When we are dying we may find some of our friends seemingly "abandoning" us. They'll quit calling or coming around. They'll avoid us in places where we would otherwise meet.  In fact, they just can't take it. They become emotionally numb and fall prey to the tempting grip of chronic denial. This is very common and a part of the natural process.

Then there are those of us, whom are emotionally numb about the death of a loved one because we love them so much that our minds just can't handle the stress of it all and we temporally shut our emotions down, so that we can appear to be strong for everyone, including the person dying. This also is a common occurrence.

Or we could be facing a mass casualty event or something of disastrous proportions where we go numb in order to process the information quickly and effectively and do our jobs. After it is over we may or may not collapse into a fit or tears or exhaustion. And all of these responses are normal.

At a particular hospital, a man was brought into the trauma bay, looking like a pile of hamburger attached to a head and torso. Motor vehicle accident: diesel verses paraplegic pedestrian in a wheelchair.  We did all we could to save him, but he didn't make it. Blood was everywhere, all over the trauma bay floor, the bed, the equipment, and us.

We were all emotionally numb. Seriously, you know when a person is emotionally labile, because their face goes slack and they just stare. We all were zombies. The zombie apocalypse had struck the trauma bay and didn't go away until the attending trauma surgeons engorged themselves on beef stroganoff in furious bouts of emotional eating and the rest of us broke down in stairwells or supplies closets crying.

The stage of anger can produce unwarranted bouts of frustration lashed out at anyone that comes near. This stage can manifest in a form of deep-seated bitterness or outward displays of rage. It can be externally manifest or internally held. When we are in this stage, we find ourselves participating the blame game and saying things that we would never otherwise say to those we love.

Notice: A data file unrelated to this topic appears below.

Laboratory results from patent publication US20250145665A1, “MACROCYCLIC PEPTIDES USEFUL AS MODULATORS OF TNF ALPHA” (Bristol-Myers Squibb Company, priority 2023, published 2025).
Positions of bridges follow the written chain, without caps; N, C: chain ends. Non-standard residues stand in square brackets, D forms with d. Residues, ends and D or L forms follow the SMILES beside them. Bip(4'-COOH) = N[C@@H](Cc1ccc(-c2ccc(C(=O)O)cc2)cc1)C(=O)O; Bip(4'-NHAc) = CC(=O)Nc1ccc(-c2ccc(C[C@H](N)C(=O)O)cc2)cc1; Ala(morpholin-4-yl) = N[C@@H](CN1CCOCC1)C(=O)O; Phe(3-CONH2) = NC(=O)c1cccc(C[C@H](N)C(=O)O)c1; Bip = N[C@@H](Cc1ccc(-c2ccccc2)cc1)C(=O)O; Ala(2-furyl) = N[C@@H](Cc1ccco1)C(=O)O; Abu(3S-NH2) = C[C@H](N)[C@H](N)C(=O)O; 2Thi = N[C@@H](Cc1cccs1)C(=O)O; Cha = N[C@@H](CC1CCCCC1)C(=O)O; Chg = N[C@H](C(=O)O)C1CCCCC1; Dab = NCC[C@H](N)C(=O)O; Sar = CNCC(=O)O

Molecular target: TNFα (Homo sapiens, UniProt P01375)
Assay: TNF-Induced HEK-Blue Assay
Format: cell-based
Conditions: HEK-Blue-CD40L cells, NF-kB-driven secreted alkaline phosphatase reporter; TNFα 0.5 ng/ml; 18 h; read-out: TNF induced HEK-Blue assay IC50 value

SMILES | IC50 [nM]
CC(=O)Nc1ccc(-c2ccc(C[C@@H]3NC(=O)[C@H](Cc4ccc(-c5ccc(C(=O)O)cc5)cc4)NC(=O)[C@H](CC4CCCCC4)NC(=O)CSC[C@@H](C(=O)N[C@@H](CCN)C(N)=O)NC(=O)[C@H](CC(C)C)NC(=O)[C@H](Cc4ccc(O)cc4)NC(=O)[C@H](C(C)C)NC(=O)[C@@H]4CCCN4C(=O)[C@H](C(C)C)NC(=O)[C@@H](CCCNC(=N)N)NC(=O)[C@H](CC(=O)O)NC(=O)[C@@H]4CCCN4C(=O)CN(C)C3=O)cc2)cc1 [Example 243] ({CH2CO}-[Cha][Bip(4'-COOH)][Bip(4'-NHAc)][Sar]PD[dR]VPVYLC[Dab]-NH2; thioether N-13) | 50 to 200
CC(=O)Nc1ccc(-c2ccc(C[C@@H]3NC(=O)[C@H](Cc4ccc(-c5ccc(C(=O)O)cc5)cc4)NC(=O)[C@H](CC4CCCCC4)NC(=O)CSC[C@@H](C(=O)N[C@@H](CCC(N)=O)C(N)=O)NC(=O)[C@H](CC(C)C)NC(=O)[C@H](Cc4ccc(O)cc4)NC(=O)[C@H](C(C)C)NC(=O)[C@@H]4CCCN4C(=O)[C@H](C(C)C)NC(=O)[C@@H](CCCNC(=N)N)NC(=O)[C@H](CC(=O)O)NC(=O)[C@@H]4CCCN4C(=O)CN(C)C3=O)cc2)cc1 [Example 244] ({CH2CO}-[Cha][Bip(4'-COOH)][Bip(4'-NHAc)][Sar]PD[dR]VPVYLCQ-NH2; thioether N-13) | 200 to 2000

Bargaining comes next. Here is the stage where those that aren't religious suddenly start carrying roseries or praying. Where we argue with doctors, offering money or whatever it takes, if they would just continue to try something else even when all available resources and solutions have been exhausted. We bargain with ourselves: we would give up X, if we could receive Y. We would give up our lives instead of our child. "God take me instead of he/she."

Then follows is depression. There is nothing we can do, there is no hope, no recourse, no control... just fear and loss. This stage is horrible. At least with the anger stage we can take it out on something else. At least with the bargaining stage we are doing something or trying something. In this stage, we feel as though we and the world and God have given up on us. These feelings which maybe real to us are not true. This stage is one of the hardest to get over. Because the loss is so evident, even if our loved one is still alive or we have X amount of months still left.

Before I get to the last stage, I do need to mention the fact that we can easily be trapped in any stage for years. A man whom lost his son to poor medical care has been angry for twenty years at God and the hospital. He still is angry. Others can be depressed for years, changing depression from grief to major depressive disorder.

Lastly, after all these emotional trials are over, we should eventually reach the stage of acceptance. This is the stage where true change takes place. This is the stage where the terminally ill take care of all of the things that they wanted to do in their lives. This is where we let go of the emotional pain and suffering, and focus on getting our things in order, making amends, and making arrangements for our survivors to be taken care of, so that there are no regrets. This is the stage where we hold the hand of our dying grandparent, parent, spouse, friend, or child and know that they will physically suffer no longer. We may not have them physically with us, but they will always be around us spiritually, in memories, and/or in our hearts.

The stage of acceptance is the fulfillment of all our emotional trials and fills us with a feeling of peace that doesn't remove mourning but makes sense of it. This is the stage that will save us in the future and give us the strength to move on.